Missouri AG investigates transgender clinic accused of harming hundreds of children
Missouri Attorney General Andrew Bailey has called for a moratorium on a pediatric gender clinic prescribing puberty blockers or cross-sex hormones as it investigates a whistleblower's claims the clinic is "permanently harming the vulnerable patients in our care."
Bailey sent a letter to Trish Lollo, president of St. Louis Children's Hospital, and Dr. Andrew Martin, chancellor of Washington University in St. Louis.
A statement from the attorney general's office confirms that an investigation was launched two weeks ago into allegations made in an affidavit by Jamie Reed, a former case manager at the Washington University Transgender Center at St. Louis Children's Hospital in Missouri.
Bailey's office described the letter's content in a separate statement published Friday. The letter commended the university for launching its own investigation into Reed's claims on Thursday.
"The whistleblower's sworn affidavit says the Center has permanently sterilized hundreds of children, caused many children to attempt suicide, and performed irreversible gender-transition surgeries on minors — all while lying to the public and parents," the letter reads.
"Moreover, the affidavit says that the Center prescribes puberty blockers and cross-sex hormones automatically, without individualized assessment of each child, and often without parental consent."
The attorney general's letter asserts that since the university agrees these allegations are alarming enough to warrant an investigation, it should not prescribe new patients cross-sex hormones or puberty blockers while conducting a review of the clinic.
"As you know, I have been investigating this matter for a number of weeks. As I continue to lead this multiagency investigation, I invite you to both share the findings of your internal investigation with my office, and to fully cooperate with my ongoing investigation," Bailey's letter continued.
The Missouri attorney general requested that the university respond to his office by Tuesday about whether it will impose the moratorium "to ensure that no more children are harmed during the pendency of these investigations."
The St. Louis Children's Hospital and Washington University did not immediately respond to The Christian Post's request for comment.
In the sworn affidavit, Reed stated that she worked as a case manager at the Washington University Pediatric Transgender Center at the St. Louis Children's Hospital from 2018 to November 2022. She wrote that she accepted the job because she supports "trans rights" and believed that she would help provide "good care" for children that were "appropriate candidates" for "medical transition."
"Instead, I witnessed the Center cause permanent harm to many of the patients," Reed wrote.
"During my time at the Center, I personally witnessed Center healthcare providers lie to the public and to parents of patients about the treatment, or lack of treatment, and the effects of treatment provided to children at the Center," she testified. "I witnessed children experience shocking injuries from the medication the Center prescribed. And I saw the Center make no attempt to track adverse outcomes of patients after they left the Center."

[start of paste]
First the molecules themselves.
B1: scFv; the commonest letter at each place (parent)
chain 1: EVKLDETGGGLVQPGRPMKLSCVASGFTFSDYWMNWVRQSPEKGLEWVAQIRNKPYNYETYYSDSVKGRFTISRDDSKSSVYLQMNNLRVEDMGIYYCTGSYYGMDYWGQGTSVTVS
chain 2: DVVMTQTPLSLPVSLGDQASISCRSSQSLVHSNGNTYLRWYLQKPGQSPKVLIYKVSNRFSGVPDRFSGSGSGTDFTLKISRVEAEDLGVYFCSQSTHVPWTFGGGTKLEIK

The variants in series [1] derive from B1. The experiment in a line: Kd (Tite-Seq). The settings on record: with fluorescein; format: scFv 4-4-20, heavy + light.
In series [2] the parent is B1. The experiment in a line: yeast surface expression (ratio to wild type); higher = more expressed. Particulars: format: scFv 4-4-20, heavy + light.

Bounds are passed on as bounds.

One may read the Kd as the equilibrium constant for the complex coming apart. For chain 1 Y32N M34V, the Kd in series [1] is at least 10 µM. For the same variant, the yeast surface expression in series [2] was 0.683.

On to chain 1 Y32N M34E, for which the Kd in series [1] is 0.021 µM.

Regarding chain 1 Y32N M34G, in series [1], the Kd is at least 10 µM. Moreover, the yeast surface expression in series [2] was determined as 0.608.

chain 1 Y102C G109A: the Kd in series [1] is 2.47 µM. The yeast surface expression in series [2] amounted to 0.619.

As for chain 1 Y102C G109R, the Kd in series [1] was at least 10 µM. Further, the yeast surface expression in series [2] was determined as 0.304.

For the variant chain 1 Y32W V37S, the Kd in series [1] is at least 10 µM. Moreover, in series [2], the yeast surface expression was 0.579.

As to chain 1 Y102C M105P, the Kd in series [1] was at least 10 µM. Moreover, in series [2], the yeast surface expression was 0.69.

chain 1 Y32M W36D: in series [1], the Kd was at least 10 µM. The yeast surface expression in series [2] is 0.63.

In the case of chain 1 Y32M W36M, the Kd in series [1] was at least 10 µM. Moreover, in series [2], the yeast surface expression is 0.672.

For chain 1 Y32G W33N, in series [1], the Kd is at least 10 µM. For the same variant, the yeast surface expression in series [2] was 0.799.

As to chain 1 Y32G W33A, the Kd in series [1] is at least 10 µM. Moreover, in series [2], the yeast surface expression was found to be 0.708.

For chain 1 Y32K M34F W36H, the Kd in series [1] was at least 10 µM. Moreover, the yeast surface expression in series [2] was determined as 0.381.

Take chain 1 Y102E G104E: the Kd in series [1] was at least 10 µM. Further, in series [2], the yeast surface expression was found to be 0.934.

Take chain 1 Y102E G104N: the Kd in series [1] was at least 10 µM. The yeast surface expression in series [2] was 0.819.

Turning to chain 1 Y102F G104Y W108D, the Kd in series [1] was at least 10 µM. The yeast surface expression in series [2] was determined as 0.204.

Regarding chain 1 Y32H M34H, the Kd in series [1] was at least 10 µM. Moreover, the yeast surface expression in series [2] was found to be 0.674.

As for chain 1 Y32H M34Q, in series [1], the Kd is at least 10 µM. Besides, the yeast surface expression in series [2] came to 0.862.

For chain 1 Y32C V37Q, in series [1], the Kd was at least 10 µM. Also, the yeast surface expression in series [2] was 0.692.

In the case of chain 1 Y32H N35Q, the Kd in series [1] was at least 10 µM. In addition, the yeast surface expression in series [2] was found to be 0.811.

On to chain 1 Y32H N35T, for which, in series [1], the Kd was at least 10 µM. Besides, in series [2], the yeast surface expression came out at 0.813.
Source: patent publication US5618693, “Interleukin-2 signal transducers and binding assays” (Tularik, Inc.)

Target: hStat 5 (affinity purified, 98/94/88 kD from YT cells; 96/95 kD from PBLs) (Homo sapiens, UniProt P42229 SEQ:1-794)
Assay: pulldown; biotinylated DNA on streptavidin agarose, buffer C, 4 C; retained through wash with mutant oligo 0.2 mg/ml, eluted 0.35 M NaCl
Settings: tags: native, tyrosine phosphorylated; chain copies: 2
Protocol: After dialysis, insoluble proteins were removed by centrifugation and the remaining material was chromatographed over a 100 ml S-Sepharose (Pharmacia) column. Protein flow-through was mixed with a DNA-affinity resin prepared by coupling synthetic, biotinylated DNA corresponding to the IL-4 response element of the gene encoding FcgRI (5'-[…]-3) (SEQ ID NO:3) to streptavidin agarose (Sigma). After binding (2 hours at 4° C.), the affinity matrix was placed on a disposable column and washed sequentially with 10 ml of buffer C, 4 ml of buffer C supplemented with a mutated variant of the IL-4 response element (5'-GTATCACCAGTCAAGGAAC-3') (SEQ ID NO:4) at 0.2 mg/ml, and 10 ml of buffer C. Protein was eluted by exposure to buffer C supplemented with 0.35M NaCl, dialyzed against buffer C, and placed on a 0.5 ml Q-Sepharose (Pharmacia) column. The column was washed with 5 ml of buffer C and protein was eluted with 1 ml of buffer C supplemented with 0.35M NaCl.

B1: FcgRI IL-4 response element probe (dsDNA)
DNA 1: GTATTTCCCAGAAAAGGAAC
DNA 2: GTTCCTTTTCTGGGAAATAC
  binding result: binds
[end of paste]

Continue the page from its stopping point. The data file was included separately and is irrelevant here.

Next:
Reed claimed that she raised concerns for years, but the doctors at the center instructed her to stop voicing her opinion. She also testified that she saw doctors continue prescribing puberty blockers to children, even if their parents revoked consent, and that the doctors lied in public statements about performing gender transition surgeries on minors.
The former case manager stated that from 2020 to 2022, the center initiated medical transitions for more than 600 kids. One patient with a mental health history, she claimed, had a parent "forcing the patient to cross dress."
"The patient was put on feminizing hormones," she wrote.
While private insurance paid for some of these procedures and interventions, Reed said that from what she understands, the center also billed state and federal publicly funded insurance programs.
Reed shared her testimony publicly in an op-ed published last week at The Free Press titled "I Thought I Was Saving Trans Kids. Now I'm Blowing the Whistle."
In the article, the whistleblower claimed the center "downplayed the negative consequences" of sex-altering procedures and that many young patients did not fully understand the "profound impacts" this would have on their "bodies and minds."
She claimed one doctor at the center prescribed bicalutamide, intended to treat prostate cancer, to a teenage boy to make him appear more feminine. The boy later experienced liver toxicity and breast development, and he was "immediately taken off the drug" after he was forced to go to another hospital unit for care.
In another incident, a 17-year-old girl prescribed testosterone called the center to report severe vaginal bleeding that "soaked through an extra heavy pad, her jeans, and a towel she had wrapped around her waist."
"We found out later this girl had intercourse, and because testosterone thins the vaginal tissues, her vaginal canal had ripped open," Reed wrote. "She had to be sedated and given surgery to repair the damage. She wasn't the only vaginal laceration case we heard about."
Lawmakers in various states have started prohibiting gender-altering treatments for minors due to similar concerns. Alabama, Arizona, Arkansas, and the Florida Boards of Medicine and Osteopathic Medicine have banned such interventions on minors.
Samantha Kamman is a reporter for The Christian Post. She can be reached at: firstname.lastname@example.org. Follower her on Twitter: @Samantha_Kamman